The Subtle Nature of Consciousness

Yoga Sutra 1.45 sukshma vishayatvam cha alinga paryavasanam

When the mind is transcended fully, the subtle (sukshma) objects can be traced to their origin, all the way back (paryavasanam) to unmanifest (alinga) nature of Consciousness.

There are certain degrees of evolvement available to an adept within the vast province of Samadhi. As an adepts proficiency in working with higher levels of subtelty increase, they gradually attain the ability to work at the Alinga, or unmanifest stage of the Gunas - prakriti, or nature at its subtlest form. The whole of kthe system in the opne of the

Different Objects are Subtle to Different Degrees

Remember that Mind, with its other subtle counterparts, is still a part of nature and needs to be transcended to realize higher levels of subtelty.

Objects with different levels of subtlety are classified according to the planes on which they exist. Patanjali however, has adopted a functional, instead of a structural basis for classifying, which is detailed in sutra 2:19. Since this subject is detailed in 2:19, we just touch upon it here.

In the ancient Vedic texts, it is stated that there are numerous dimensions, one subtler then another moving up. In our own bodies, we can see this. Our bodies are gross in nature, the minerals, plants, tables, chairs etc.

Our bodies are permeated with subtle forces of Prana - energy that makes breathing, seeing, hearing, and feeling possible. The suble nature of prana is what animates the body. Prana is not breath, but that which makes breathing possible.

In addition to prana, we have different faculties of the mind, The Ego, which gives us the feeling of I. I am sitting, sleeping, driving. This is mine. That is a table. It is the Ego, combined with the discriminating factor of the mind that gives us the feeling of being seperate from everything else.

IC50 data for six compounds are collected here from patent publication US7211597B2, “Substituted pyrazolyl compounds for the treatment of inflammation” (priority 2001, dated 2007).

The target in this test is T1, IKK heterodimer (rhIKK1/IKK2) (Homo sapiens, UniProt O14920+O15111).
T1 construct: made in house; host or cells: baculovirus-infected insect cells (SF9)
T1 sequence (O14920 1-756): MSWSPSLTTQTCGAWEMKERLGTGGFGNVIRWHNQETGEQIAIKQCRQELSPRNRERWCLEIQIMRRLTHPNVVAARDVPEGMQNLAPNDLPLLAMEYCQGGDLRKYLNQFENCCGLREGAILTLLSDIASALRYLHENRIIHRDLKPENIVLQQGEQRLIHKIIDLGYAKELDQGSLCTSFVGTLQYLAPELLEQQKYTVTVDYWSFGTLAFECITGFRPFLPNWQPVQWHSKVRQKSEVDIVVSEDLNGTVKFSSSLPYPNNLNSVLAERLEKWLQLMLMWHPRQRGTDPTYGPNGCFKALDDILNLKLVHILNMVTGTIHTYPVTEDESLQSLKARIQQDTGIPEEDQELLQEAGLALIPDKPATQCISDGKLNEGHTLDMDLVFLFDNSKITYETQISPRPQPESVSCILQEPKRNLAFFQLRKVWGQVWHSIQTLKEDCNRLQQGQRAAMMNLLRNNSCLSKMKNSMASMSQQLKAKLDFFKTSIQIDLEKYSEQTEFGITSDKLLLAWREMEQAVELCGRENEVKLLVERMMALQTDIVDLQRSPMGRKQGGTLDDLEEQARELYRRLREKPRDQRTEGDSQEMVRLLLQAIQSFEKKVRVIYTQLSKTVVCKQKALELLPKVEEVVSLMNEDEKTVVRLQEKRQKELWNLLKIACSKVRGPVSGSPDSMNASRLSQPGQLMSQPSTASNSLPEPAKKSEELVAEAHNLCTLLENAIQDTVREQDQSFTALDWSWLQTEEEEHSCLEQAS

As we begin to realize the true nature of the mind through different forms of meditation - with the aid of higher intellect - we come to realize that we are not the body, nor the mind, but the Consciousness or God; in which everything exists. This Consciousness is reflected through the mind, giving us the capacity to become aware, to be sentient. "God created man in his own Image."

Different minds, have varying capacities depending on the process of evolution. One person will be able to intellectually grasp what is being said here, while to another, it will make no sense. They will not be able to transcend the mind. Do not think of yourself as a body with a mind which then is entered by a soul. Think of everything existing in an ocean of Consciousness. Just like the wave and the ocean are both water, in the same way, you and all else is Consciousness; no less. You are God. Tat Tvam Asi. Thou art that.

This Consciousness - God, is everywhere and all powerful. The mind cannot even begin to comprehend its grandeur. This is your true nature. Drop the mind, thus transcending the feeling of me and mine, and realize God - the ultimate subtle nature of reality from which all arises and leans back into.

lThe mind is in the Jiva.

The Reports

The application also provides the user the ability to generate several very powerful repots. The user can generate these reports using several parameters, but fioprst let me explain how the records are stopjred so that you can understand the flexibility and usefulness of the reports.

Our experiences revolve around people, areas, and situations. For example, we feel emotions in certain areas such as finance, school, love, friendship etc. Our experiences and emotions are related to people and things. When you are entering a recoprd, the application empowers you to associate your entries to people, areas, and things. This way, you can know which exactly what your experiences are in relation to who, what, why,where, how, when

  • Yoga Sutra 1.45 sukshma vishayatvam cha alinga paryavasanam
  • sukshma - subtle

  • vishayatvam - of having as objects

  • cha - and

  • alinga - without a mark or trace, unmanifest prakriti (subtlest matter)

  • paryavasanam - extending up to, ending at